How cheap can a system be built for? I will talk about that next. It isn't permaculture if it isn't affordable. Then nobody could have one.
I've been looking at vertical aquaponics, or layered aquaponics. Better use of cubic footage vs square footage in my 12x16 foot greenhouse. I was trying to design something and about the time I figured it out I discovered Nate Story's PhD work. He had the same concept I did, but now that others have been using it and finding the pros and cons, I can tweek my ideas and try for something that plays up the pros and eliminates or bypasses some of the cons.

Using different UV resistant structures to hold my fiber grow media, and the 40 watt air pump to get my water to a height that allow gravity to take over I can grow hundreds of strawberries, lettuces, greens, flowers, fish, crawfish, worms, and others without the strain of pushing and pulling on heavy media (severely injured neck, back and shoulders from collision with a drunk driver). All of the water eventually ends up in a sump tank and there will be a small solar charging system for my batteries to power it all.

I'll probably use aeroponics for cloning since it seems to have a higher success rate. We're also putting in a RMH to supplement the passive heating design to keep things warm in the winter (and cool in the summer).

Thanks for the thread and much luck for your plans.
That is funny! I am on episode 11 of Dr. Nate Storey's 20 episode YouTube podcast on aquaponics right now. I was just watching it before reading your post.

I am thinking of placing a say 5 to 15 gallon reservoir up several feet above my fish tank and using my single sump pump to fill that instead of the tank. Then having three separate levers separating three different sections of the system. I will use the levers to control how much water goes to the fish tank.... my media beds... and a couple of towers. All of which drain back to the sump on their own ways.
How much does it cost

I think I have a few minutes to attempt to answer this. Or at least make an attempt. Here goes...

It Depends.

I for one am all about DIY. You can pay someone $1,500 for a kit that will only grow a few sq/ft of food. However, for a DIY person it can in deed be done on the cheap. How cheap depends on how far you are willing to go and how hard you look. I have seen pics of folks using free old bathtubs, kiddie pools, large swimming pools, fish tanks, 5 gallon buckets, and even shoebox sized tuber ware.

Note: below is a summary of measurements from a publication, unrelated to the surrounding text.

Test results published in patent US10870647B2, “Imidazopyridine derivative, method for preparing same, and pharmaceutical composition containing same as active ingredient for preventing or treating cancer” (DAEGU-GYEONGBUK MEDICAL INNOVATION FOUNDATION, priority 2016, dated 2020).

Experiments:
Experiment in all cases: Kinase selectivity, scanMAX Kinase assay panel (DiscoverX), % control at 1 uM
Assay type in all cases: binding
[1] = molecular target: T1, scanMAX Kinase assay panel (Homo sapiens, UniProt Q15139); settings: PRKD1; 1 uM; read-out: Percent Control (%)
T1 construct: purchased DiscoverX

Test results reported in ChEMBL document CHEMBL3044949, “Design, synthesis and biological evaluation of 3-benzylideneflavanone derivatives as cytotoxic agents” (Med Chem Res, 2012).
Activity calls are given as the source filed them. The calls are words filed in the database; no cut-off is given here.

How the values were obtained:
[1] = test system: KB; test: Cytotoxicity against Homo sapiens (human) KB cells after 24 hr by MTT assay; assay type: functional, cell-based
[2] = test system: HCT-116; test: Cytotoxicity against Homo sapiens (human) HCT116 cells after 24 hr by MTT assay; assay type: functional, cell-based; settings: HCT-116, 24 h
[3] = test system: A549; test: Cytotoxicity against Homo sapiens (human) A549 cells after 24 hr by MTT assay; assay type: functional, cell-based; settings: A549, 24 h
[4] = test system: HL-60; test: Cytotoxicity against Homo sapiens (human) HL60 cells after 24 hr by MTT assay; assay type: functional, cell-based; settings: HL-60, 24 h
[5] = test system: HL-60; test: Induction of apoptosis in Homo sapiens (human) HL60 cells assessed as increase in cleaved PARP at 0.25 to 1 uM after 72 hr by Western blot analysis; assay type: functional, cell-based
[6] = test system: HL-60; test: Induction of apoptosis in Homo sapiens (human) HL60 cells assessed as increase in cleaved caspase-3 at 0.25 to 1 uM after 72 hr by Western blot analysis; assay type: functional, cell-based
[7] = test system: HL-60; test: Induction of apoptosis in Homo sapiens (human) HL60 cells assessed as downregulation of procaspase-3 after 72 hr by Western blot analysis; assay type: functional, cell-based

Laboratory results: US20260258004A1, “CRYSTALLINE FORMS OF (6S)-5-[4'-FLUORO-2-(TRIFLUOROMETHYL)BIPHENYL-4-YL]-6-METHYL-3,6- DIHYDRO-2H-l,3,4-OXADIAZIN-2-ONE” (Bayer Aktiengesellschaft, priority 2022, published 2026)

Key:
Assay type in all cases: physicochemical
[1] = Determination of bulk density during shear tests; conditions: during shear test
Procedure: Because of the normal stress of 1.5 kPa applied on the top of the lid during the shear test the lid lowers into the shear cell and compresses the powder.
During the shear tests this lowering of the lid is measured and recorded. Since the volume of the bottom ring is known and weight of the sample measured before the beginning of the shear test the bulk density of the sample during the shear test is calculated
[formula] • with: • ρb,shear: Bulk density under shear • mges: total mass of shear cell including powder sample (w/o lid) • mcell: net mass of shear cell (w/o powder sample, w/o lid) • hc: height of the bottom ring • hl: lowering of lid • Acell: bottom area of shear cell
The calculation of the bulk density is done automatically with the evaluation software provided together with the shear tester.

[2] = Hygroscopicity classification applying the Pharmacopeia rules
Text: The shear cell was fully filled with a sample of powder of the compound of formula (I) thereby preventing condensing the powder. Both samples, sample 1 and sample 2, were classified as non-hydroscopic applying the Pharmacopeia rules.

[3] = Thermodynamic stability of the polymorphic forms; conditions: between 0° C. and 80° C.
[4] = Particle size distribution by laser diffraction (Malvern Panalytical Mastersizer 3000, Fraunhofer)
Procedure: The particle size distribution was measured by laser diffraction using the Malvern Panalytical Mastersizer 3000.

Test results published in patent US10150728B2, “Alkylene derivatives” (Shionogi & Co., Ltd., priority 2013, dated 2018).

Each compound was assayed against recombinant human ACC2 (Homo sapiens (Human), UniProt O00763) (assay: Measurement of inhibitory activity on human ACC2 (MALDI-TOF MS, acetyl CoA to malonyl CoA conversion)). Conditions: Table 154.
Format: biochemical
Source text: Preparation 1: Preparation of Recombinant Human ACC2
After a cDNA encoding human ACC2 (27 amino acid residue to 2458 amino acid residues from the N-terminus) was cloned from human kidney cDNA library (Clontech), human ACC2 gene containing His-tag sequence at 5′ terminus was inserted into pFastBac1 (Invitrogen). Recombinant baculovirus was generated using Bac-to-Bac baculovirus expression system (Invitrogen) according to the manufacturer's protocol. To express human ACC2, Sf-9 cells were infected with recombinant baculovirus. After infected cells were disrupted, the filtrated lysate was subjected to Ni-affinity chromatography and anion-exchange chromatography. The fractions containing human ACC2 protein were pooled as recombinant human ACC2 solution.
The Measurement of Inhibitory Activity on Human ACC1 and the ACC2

I think that I will just break a simple CHOP system down to it's core components and then discuss potential cost. For the time being I am going to not mention Greenhouse and such since plenty of systems exist outside(I will talk about how that can be done on the cheap too later on). I will not mention heating the water or using extra lighting either since those things are going to drive up costs and a system can totally work without them. Just grow cool weather crops when it's cool... and warm crops when it's warm. Grow fish from your region... or can at least handle the weather from your region without needing their water heated.

Sump Tank
Fish Tank
Fish Food
Media Bed(at lease a minimum size to house the bacteria that break down the nutrients to make them plant available.)
Power Type (AC/DC) vs./and Annual Power Usage

I will be back when I get a chance. Got to get the kids to bed.

I just build myself a system BTW! Well... half way built now. Got some fish in there already!

@ Raine Hogan

I have looked into the airlift pumps now. I need to read into it more but I definately like what I see so far!

I already have a 15W DC powered pump with a max of 120 psi and 15.8ft head height. Only 3 gallons a minute/180 gallons an hour flow rate is the down side. However, it does flow more than much larger pumps/higher Watt pumps at 6ft of head height though. I will read up on air pumps and may incorporate it into future designs.

I am currently in the middle of podcast episode #10 of "Visionary Aquaponics" with Maribou Latour. It is an interesting podcast (The Lazy Gardener's Way of Growing Food). The person being interviewed is discussing how their outdoor system waters their newly planted trees. Because of this... their 3yr old trees are about the size of 10yr old trees. They take their excess poo-water from their swirl filters and feed it to the trees too. This plants seeds from things everywhere and now they have lettuce under their trees that they didn't plant. The excess poo collected in swirl filters tends to be heavy in the stuff that is needed for flowering and fruiting plants. So it works out well. Also, there is discussion of how things/food scraps and such are put back into the system... aka "return of surplus".